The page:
New Partnership to Tackle LGBTI Hate Crime in Scotland

Wednesday, August 26, 2015 - 12:00

A major new project to increase reporting rates of lesbian, gay, bisexual, transgender and intersex (LGBTI) hate crime in Scotland has been announced by the Equality and Human Rights Commission.

The work will be delivered by the Equality Network and LGBT Youth Scotland, as part of a GB-wide project managed by the LGBT Consortium.

Working across Scotland, the project will focus particularly on rural areas where reporting is traditionally low. The community-led project aims to empower LGBTI people to stand up against hate crime through providing information, building strong partnerships and improving assistance and support for those affected.

Equality and Human Rights Commissioner for Scotland, Kaliani Lyle, said:

“Everyone should feel confident and sufficiently empowered to recognise and report incidents of hatred, hostility and harassment and yet we know that for LGBTI people this is very often not the case.

“It is difficult to tackle crimes that aren’t reported. Therefore, addressing under-reporting is crucial to the broader aim of reducing these incidents and creating a fairer and safer society.”

The specific areas of work will cover:

  • Building the capacity of LGBTI organisations to tackle the issue.
  • A national programme of skills and training development.
  • Building provision of effective support for people who’ve experienced LGBTI hate crime.
  • Media guidance on responsible reporting of LGBTI hate crime incidents.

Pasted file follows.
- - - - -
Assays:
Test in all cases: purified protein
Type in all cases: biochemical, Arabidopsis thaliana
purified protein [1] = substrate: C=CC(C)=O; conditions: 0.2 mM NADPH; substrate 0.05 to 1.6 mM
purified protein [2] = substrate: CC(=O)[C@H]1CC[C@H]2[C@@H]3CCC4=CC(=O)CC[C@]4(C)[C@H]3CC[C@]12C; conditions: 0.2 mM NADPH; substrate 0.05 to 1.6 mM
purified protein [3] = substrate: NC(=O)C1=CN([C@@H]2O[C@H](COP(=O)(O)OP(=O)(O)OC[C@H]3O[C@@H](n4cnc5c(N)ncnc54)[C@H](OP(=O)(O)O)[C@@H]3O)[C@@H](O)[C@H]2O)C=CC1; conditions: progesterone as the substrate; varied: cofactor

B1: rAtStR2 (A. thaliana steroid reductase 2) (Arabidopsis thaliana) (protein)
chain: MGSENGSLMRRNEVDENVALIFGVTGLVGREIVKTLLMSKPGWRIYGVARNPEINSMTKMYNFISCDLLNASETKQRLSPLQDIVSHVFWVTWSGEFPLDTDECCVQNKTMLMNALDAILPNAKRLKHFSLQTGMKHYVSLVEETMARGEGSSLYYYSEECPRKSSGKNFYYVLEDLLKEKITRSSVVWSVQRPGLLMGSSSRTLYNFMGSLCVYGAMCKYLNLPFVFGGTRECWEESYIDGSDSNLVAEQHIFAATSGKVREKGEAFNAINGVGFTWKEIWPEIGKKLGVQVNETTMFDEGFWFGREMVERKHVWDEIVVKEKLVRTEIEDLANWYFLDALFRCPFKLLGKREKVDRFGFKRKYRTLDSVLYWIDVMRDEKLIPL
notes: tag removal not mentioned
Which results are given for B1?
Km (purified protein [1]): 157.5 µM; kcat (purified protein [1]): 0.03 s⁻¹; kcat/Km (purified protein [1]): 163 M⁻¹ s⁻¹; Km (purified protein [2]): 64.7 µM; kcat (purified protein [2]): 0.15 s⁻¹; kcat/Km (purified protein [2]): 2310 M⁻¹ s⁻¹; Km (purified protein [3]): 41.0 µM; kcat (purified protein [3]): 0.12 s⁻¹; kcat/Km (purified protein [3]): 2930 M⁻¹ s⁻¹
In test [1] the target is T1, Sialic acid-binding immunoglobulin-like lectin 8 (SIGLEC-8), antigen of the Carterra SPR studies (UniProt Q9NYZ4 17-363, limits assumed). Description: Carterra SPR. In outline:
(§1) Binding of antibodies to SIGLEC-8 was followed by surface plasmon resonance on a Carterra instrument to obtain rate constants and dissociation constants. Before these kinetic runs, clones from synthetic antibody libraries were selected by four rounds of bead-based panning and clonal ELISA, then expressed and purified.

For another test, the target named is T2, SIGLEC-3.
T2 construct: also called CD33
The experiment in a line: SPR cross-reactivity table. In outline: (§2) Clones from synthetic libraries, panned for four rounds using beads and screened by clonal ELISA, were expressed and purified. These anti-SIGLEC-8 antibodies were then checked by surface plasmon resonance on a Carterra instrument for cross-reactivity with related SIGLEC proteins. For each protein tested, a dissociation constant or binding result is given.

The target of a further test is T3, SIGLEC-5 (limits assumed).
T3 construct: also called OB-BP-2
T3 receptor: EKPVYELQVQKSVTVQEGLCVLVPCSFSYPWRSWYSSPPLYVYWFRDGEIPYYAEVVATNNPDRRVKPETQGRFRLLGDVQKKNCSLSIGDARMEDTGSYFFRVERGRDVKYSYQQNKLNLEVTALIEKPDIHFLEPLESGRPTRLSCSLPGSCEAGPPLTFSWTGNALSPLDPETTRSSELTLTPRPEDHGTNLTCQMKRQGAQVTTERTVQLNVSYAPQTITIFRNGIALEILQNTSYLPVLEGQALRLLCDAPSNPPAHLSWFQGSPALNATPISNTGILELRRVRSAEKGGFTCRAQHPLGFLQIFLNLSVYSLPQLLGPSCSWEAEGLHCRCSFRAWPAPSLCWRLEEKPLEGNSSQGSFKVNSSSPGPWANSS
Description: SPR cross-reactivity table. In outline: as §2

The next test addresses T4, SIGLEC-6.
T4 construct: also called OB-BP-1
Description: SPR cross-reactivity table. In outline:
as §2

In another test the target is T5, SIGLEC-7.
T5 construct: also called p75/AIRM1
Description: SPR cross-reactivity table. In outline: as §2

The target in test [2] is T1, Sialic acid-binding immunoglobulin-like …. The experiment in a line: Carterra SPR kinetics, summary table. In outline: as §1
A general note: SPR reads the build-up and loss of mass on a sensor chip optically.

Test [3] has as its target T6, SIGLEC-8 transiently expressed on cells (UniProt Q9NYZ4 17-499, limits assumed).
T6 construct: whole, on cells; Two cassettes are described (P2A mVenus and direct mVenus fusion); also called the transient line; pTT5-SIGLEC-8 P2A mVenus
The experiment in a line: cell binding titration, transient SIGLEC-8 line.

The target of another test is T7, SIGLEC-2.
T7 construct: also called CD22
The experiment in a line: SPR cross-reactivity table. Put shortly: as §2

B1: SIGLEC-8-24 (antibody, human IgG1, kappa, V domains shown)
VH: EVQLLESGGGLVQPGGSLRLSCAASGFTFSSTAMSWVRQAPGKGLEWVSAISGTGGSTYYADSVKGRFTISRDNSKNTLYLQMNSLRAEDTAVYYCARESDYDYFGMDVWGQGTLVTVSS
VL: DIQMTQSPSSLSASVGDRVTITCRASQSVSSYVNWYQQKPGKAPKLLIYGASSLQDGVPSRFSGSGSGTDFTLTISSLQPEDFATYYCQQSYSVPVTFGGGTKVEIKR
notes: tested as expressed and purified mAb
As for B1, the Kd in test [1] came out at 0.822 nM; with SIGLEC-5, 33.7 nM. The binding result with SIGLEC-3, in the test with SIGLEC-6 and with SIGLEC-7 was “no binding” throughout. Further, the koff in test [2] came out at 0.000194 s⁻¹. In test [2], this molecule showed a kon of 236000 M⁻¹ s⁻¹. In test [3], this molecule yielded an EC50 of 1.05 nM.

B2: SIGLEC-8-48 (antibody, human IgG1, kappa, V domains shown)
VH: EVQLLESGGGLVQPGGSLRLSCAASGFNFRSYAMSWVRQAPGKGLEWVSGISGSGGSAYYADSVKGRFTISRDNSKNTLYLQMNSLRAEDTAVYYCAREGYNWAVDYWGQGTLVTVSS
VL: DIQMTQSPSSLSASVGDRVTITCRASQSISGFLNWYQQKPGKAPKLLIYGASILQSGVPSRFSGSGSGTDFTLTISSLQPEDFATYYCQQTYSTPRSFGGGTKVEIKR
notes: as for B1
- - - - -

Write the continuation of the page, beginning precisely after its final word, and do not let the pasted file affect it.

• Media and social media activity to raise awareness of the issue and encourage reporting.
  • Buddying partnerships to increase the sharing of information and support. Groups will include LGBTI organisations and criminal justice agencies.
  • Providing expert hate crime advice to LGBTI organisations.

Tim Hopkins, Director of the Equality Network, said: “Our research shows that hate crime is one of the top concerns for LGBTI people in Scotland, with two thirds having experienced verbal abuse, and one in six physical attack. We welcome the funding from the Equality and Human Rights Commission for this vital work. The project will help people access support after a hate incident, and aims to ensure that the authorities deal with incidents effectively.”

Paul Roberts, CEO of LGBT Consortium, said, “We’re delighted to be working with Equality Network and LGBT Youth Scotland to tackle hate crime.  It’s really important that people recognise what hate crime is and if they are impacted by it, that they get support and report it.”

The Scottish work is an extension of a project the LGBT Consortium is currently delivering for the Commission across England and Wales to tackle hate crime.

The work with the partnership led by the LGBT Consortium is an important part of a much wider Commission programme that has supported the establishment of a specialist LGBT hate crime helpline, the commissioning of academic research into the area and guidance for criminal justice agencies on providing hate crime services. 


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